Celebrities and socialites continued to influence the fashion world in a big way. Popular and glamorous ladies of the time included Bianca Jagger, Blondie singer Debbie Harry and actress Lauren Hutton. More TV and paparazzi coverage allowed their fans to follow their fashion pickings closely.
What did men wear in the 70s?
Longer hair, brighter colors and bolder prints were the hallmarks of the 70s men’s fashion. The peacock revolution trended well into the 70s with its dandy look. This featured satin shirts with ruffles and laces on the cuffs, turtle necks, collarless (Nehru) jackets, striped blazers and elephant bell-bottoms. Unconventional colors and fabrics were used for suits including corduroy, crushed velvet, and wool blends.
The casual look for men was highly popular as the hippy look wore off, but the need to keep it simple and freer remained. This featured bell-bottom jeans, printed t-shirts, military jackets, and ethnic tie-dye shirts. other casual attire included chinos, corduroy pants, hip huggers, tracksuits, flannel shirts, and a variety of sweaters.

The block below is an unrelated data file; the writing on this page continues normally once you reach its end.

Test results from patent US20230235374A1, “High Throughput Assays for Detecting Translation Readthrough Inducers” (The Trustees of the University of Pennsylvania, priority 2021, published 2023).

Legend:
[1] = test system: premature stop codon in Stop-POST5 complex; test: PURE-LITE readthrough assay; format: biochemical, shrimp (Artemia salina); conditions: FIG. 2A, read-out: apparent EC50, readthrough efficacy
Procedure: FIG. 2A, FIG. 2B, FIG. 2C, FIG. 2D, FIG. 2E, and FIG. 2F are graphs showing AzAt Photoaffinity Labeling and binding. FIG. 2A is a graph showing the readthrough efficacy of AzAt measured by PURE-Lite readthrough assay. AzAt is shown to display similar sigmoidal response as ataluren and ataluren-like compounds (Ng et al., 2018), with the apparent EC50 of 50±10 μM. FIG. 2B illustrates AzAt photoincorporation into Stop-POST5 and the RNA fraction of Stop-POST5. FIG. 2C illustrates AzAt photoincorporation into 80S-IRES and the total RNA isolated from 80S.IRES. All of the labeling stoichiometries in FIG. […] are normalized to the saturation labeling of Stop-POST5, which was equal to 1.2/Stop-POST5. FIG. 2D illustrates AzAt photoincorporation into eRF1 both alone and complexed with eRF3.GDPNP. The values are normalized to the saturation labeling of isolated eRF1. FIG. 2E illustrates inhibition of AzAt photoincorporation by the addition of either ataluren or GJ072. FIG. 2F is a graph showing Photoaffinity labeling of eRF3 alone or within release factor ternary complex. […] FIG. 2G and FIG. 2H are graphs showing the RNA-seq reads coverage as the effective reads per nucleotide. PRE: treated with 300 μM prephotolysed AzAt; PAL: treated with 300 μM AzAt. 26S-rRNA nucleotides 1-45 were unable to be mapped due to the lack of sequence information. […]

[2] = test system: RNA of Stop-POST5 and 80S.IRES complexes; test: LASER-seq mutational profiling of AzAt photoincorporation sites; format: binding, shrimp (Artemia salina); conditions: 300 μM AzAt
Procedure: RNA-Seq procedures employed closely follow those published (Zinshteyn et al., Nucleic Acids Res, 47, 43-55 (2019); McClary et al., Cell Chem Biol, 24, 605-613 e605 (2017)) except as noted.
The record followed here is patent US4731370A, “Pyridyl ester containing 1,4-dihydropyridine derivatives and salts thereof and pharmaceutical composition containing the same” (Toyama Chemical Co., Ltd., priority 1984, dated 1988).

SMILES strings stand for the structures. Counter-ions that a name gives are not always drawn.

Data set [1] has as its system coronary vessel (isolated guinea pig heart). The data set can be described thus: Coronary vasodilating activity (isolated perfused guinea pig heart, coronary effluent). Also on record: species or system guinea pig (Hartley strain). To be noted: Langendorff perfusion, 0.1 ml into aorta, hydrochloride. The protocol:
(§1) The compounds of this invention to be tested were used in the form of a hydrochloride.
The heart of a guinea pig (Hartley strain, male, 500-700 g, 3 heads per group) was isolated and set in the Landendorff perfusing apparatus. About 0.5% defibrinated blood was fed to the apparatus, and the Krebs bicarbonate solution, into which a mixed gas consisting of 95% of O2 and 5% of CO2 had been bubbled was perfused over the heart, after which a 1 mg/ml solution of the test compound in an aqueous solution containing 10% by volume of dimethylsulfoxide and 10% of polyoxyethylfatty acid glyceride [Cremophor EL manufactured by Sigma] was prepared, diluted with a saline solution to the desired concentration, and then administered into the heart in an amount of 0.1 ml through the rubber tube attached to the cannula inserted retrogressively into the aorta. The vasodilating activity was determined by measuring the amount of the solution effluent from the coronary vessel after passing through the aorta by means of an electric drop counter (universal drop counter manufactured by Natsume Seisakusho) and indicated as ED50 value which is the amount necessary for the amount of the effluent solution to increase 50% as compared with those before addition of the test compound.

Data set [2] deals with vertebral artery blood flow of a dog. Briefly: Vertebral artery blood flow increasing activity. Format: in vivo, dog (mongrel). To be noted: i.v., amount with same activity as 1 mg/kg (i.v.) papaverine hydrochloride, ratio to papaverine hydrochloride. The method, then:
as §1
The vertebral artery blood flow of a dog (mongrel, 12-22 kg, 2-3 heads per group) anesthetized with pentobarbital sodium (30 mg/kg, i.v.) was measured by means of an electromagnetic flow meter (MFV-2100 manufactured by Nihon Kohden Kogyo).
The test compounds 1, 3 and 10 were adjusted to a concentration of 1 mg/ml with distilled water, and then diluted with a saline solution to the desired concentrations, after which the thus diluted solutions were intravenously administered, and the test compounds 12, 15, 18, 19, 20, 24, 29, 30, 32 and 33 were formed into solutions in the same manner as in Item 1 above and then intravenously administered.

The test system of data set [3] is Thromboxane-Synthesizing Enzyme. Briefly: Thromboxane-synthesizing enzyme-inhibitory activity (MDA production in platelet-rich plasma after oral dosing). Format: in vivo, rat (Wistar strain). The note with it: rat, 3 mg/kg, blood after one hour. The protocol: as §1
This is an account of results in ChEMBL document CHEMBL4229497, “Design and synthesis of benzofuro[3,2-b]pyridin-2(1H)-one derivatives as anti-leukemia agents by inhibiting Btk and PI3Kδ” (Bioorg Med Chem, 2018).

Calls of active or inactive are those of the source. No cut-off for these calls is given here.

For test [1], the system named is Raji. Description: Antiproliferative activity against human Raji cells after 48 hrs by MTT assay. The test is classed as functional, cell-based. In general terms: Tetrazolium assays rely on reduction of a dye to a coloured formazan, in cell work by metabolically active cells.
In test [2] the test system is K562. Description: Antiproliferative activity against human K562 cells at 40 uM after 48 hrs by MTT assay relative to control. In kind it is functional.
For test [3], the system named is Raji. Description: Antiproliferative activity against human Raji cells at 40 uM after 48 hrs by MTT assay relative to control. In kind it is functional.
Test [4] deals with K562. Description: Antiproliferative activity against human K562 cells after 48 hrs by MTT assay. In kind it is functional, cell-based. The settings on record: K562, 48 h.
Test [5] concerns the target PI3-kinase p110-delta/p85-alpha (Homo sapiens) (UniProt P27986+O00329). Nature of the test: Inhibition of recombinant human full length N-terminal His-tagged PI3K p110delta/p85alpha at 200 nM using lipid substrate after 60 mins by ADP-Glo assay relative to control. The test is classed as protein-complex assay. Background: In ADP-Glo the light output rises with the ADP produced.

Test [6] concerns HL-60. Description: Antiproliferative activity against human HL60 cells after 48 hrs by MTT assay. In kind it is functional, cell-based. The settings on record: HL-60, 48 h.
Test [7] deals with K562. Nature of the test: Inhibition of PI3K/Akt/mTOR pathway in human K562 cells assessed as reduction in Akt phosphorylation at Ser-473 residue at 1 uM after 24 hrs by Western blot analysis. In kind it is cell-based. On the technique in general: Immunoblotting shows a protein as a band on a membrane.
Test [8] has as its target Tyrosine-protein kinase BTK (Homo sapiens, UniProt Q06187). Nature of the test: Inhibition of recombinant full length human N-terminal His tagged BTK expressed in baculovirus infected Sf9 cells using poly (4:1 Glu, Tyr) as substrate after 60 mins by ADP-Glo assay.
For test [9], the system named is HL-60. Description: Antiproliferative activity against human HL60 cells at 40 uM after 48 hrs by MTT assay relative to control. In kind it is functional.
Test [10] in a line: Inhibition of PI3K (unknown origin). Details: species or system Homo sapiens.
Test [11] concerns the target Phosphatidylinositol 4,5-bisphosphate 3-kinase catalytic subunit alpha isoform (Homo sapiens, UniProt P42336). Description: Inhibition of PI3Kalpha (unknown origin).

The glamorous or glam look was also big, especially in the UK. This featured tuxedo jackets Nehru jackets, leather jackets, satin shirts, kipper ties, scarfs and velvet coats worn with drainpipe straight jeans or khakis. Men’s platform shoes were also trendy as popularized by icons such as David Bowie. Oriental and African influences were seen in the Mao, Nehru, and Safari jackets that became popular in Europe.
What did young people wear in the 70s?
Fashion for young adults and teens came of age in the 70s. The teddy boy look made a comeback in Europe and the UK with brighter colors. The heavy metal scene gave rise to the greaser/biker look with faded blue jeans, ripped t-shirts, combat boots, berets, and leather studded belts. The hippy look caught among teenagers; surplus military wear was embellished with peace patches and flowers, hemp waistcoats, Baja jackets, and Bob Dylan caps became popular. The black power movement in the US was identified with their afros, black jackets, black gloves, and African ethnic jewelry.